Having moved from my Motorola Razr to my Blackberry as my primary phone, I hadn't seen my Razr for a week. Usually, this would bother me and despite carrying an increasing number of gadgets, I'd at least spend some time looking for the Razr. But after panning my Razr with a tired battery in my previous blog post, I didn't care whether I found it. Lo and behold, it showed up in some pants pocket this morning. It works, but my Blackberry 8700c is now my main phone.
By the way, I wrote a Chevy Volt column (posted Thursday) discussing why GM is so late to the electric car party. The columns highlights our coverage of the electric car's new materials and powertrain. Check it out.
Robots that walk have come a long way from simple barebones walking machines or pairs of legs without an upper body and head. Much of the research these days focuses on making more humanoid robots. But they are not all created equal.
The IEEE Computer Society has named the top 10 trends for 2014. You can expect the convergence of cloud computing and mobile devices, advances in health care data and devices, as well as privacy issues in social media to make the headlines. And 3D printing came out of nowhere to make a big splash.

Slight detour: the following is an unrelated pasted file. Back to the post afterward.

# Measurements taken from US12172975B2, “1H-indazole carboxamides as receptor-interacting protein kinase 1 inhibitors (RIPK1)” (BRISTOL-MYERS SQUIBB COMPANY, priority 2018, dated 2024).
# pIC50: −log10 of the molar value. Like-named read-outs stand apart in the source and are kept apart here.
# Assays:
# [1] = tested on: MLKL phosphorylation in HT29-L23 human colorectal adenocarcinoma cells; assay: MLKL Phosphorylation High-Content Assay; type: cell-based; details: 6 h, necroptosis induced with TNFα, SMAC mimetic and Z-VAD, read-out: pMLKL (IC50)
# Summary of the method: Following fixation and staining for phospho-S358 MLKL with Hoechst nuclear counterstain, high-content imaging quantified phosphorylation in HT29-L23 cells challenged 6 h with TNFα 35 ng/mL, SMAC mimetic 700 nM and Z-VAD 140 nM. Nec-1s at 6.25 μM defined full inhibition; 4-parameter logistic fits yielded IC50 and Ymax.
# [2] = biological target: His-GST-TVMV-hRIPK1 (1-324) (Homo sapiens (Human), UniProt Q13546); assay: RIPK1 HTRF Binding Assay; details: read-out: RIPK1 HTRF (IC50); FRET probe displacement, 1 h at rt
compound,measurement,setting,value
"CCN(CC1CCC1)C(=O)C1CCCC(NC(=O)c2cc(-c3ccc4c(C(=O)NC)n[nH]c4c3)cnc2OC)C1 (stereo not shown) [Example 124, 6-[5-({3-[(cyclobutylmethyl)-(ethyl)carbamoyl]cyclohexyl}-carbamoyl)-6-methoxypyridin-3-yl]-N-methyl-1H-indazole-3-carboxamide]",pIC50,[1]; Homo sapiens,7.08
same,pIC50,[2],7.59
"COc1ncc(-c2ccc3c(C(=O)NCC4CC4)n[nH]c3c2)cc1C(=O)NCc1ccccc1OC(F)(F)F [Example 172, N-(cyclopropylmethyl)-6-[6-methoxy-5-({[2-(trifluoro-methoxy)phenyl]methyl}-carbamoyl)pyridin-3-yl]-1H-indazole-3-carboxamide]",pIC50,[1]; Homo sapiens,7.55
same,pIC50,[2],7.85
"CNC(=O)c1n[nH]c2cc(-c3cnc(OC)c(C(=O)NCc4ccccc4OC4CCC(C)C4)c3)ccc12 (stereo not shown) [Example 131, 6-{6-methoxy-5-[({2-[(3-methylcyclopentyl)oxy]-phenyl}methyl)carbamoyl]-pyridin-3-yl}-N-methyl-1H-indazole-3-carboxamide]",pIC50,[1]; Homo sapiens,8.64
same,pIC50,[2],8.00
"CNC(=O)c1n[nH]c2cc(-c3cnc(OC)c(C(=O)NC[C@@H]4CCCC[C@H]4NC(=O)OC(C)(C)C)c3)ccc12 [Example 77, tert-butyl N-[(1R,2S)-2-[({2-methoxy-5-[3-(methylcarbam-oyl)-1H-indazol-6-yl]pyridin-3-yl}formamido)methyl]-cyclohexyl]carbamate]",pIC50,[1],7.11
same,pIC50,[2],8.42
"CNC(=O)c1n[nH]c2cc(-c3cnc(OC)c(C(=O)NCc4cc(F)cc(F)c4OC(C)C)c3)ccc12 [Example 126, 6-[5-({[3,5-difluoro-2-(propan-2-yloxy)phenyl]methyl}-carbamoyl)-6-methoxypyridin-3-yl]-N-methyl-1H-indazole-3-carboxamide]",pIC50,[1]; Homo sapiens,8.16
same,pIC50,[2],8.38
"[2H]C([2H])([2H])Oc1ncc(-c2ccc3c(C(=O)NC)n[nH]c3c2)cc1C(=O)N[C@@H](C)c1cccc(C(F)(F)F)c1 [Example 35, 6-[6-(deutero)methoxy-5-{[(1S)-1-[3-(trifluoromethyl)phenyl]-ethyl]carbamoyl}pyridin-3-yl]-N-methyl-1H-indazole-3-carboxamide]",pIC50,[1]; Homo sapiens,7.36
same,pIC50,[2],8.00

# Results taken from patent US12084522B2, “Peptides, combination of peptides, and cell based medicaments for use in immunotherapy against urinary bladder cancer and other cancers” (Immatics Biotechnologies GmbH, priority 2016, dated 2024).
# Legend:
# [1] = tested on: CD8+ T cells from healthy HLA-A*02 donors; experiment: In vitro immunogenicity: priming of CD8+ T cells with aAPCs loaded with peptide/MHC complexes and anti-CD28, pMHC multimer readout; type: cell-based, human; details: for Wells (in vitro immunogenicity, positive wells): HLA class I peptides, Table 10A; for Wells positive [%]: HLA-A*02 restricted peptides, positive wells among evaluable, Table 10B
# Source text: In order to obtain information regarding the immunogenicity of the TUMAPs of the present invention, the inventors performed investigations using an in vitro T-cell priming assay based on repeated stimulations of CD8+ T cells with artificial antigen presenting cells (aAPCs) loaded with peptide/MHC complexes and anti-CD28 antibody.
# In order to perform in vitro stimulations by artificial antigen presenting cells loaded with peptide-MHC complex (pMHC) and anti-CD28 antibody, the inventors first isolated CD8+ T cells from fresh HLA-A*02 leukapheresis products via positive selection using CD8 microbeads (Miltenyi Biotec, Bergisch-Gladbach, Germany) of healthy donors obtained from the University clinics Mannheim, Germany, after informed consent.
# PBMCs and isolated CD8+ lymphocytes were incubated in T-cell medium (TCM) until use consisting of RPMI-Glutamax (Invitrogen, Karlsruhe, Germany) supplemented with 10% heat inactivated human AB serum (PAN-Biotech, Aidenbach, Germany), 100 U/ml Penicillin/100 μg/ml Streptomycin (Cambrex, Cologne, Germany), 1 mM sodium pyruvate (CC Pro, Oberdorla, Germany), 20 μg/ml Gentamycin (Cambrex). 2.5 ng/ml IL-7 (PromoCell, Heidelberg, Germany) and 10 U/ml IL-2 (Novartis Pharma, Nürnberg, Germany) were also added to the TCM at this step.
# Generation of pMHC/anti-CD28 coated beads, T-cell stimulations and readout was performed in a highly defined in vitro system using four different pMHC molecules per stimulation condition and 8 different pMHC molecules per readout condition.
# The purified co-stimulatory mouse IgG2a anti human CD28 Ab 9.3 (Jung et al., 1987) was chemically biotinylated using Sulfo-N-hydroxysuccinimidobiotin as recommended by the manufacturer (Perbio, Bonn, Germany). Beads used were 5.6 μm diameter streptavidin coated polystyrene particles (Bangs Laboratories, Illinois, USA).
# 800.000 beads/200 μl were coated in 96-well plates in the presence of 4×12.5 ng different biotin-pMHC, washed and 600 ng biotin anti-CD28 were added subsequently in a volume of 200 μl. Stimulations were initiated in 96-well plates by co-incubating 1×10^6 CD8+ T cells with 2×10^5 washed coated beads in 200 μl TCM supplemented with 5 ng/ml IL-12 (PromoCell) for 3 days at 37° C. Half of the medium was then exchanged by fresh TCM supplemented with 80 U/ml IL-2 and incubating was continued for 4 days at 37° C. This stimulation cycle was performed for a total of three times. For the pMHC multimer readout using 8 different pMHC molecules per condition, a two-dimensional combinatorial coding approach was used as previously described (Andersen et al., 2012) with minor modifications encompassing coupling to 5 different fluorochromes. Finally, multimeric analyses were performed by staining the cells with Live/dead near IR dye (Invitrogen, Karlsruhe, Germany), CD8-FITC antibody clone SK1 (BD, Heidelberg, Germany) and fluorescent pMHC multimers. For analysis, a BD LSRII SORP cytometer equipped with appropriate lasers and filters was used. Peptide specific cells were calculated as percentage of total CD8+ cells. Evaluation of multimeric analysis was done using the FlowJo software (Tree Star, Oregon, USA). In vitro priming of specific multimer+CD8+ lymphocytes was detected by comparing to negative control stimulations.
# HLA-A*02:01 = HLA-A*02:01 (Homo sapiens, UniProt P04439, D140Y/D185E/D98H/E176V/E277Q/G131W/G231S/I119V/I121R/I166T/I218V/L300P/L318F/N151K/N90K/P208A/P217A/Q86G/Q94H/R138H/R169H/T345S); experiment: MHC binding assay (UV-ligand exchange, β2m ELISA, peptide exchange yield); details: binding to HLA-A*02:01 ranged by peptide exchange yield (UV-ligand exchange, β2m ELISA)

For industrial control applications, or even a simple assembly line, that machine can go almost 24/7 without a break. But what happens when the task is a little more complex? That’s where the “smart” machine would come in. The smart machine is one that has some simple (or complex in some cases) processing capability to be able to adapt to changing conditions. Such machines are suited for a host of applications, including automotive, aerospace, defense, medical, computers and electronics, telecommunications, consumer goods, and so on. This discussion will examine what’s possible with smart machines, and what tradeoffs need to be made to implement such a solution.